Despite the sharp rise in demand and therefore revenue, it is widely agreed that the railways are in a mess. A significant proportion of the electorate think that renationalisation is the answer, and indeed Network Rail itself has been renationalised. Although there have been some successes, the overall performance of Network Rail has been generally poor, and at times appalling. Major electrification projects, like London to Swansea, are behind schedule, there have been problems around London, and the general day-to-day efficiency has been subject to the McNulty Review and constant criticism from ORR.
Matters are not much better elsewhere in the industry. The train operating franchises have also had a mixed record. Some have been persistently bad, many are operated by bus companies, who bring a very different management culture, and service quality has been at best variable. Then there are the other bits – like the train leasing companies, whose profits since privatisation have had questionable tangency with the risks, and which have been more the focus of repeated M&A and big pay offs than on the value for money for rail customers and taxpayers.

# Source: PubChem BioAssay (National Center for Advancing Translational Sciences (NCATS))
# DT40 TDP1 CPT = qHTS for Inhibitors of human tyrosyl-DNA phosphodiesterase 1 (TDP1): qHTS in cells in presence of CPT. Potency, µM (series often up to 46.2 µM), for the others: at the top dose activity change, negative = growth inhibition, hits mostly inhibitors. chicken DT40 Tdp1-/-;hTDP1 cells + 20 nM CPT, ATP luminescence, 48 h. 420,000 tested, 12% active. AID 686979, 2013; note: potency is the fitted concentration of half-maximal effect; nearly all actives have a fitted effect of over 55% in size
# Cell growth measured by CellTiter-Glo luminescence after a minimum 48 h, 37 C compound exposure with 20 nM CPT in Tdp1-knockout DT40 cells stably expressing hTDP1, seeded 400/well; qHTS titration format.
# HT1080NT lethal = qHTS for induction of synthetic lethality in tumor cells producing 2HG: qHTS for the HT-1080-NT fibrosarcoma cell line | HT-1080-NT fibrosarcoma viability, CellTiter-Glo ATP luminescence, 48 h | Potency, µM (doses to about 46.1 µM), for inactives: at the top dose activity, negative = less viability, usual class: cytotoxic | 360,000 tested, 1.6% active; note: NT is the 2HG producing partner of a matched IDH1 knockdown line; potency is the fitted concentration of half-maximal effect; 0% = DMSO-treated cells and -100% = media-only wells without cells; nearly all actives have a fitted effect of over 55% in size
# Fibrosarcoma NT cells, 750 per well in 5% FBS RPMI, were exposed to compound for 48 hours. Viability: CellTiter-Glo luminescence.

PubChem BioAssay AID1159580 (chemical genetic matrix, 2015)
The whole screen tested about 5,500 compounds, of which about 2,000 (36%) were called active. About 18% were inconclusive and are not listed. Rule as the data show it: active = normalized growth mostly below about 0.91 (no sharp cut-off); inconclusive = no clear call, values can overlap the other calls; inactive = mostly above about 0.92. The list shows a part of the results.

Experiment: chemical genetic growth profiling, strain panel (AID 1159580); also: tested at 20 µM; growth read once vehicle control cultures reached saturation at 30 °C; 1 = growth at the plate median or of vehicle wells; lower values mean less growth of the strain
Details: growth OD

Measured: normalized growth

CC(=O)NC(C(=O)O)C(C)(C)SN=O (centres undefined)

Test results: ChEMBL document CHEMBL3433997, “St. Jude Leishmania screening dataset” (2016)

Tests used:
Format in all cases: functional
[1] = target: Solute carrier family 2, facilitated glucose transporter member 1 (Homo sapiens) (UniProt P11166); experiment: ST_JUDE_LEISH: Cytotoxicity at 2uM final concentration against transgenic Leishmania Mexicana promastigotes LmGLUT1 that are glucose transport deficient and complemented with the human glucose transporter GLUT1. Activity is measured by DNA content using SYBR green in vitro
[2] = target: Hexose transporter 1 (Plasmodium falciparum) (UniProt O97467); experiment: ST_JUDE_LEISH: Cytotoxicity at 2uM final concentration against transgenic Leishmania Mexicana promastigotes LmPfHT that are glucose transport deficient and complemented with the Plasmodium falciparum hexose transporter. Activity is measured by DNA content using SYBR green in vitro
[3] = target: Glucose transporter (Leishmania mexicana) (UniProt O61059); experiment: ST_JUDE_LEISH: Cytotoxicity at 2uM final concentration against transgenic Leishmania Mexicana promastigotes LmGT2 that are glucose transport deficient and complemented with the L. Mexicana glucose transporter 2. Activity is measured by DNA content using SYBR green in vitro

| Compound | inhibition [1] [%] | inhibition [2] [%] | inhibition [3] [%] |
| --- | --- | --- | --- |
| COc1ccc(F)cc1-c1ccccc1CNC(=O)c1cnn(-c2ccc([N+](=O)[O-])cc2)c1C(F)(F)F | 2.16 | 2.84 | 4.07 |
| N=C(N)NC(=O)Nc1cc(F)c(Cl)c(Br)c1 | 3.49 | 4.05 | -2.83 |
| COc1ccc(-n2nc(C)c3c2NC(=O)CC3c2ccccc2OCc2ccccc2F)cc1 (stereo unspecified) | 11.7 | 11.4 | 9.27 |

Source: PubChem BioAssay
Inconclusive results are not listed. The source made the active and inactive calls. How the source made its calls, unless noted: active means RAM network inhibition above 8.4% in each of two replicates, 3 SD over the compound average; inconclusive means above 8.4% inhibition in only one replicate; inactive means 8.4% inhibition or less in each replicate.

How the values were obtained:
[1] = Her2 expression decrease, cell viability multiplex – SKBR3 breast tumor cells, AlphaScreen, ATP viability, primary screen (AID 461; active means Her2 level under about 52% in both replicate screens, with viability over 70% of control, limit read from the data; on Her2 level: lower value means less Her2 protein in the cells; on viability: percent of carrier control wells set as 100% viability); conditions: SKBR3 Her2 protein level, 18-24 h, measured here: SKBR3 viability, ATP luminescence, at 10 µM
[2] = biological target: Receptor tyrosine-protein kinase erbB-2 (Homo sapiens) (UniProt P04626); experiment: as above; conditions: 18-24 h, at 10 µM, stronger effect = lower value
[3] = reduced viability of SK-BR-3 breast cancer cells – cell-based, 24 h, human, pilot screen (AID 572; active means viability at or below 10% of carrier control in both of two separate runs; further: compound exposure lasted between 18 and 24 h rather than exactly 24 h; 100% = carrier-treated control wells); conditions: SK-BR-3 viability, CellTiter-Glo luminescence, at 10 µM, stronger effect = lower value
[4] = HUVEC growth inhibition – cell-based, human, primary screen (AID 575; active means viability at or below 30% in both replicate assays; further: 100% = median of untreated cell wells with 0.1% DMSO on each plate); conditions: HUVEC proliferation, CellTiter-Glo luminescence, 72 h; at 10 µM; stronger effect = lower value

This catalogue of concerns is not exhaustive, but it does serve to illustrate a general point: it is very unlikely that tinkering at the margins with incentives will significantly change the outcomes. Furthermore, it is far from obvious that simply nationalising the complete industry will address the fundamental problems that beset this industry. On the contrary, what this catalogue of failures suggests is that something fundamental is going wrong, and that something fundamental needs to be done. The structure and organisation of the industry in general, and Network Rail in particular, is not fit for purpose.
This paper sets out how this unhappy state of affairs came about, and what to do about it, making the case for a system operator and then the pragmatic disaggregation of Network Rail, with the potential for a wide variety of partnerships and private sector involvements, and gradual re-privatisations. Disaggregation is argued to be both desirable and possible, but only when combined with a strong central system operator, capable of coordinating the system as a whole – within which the parts can then flourish.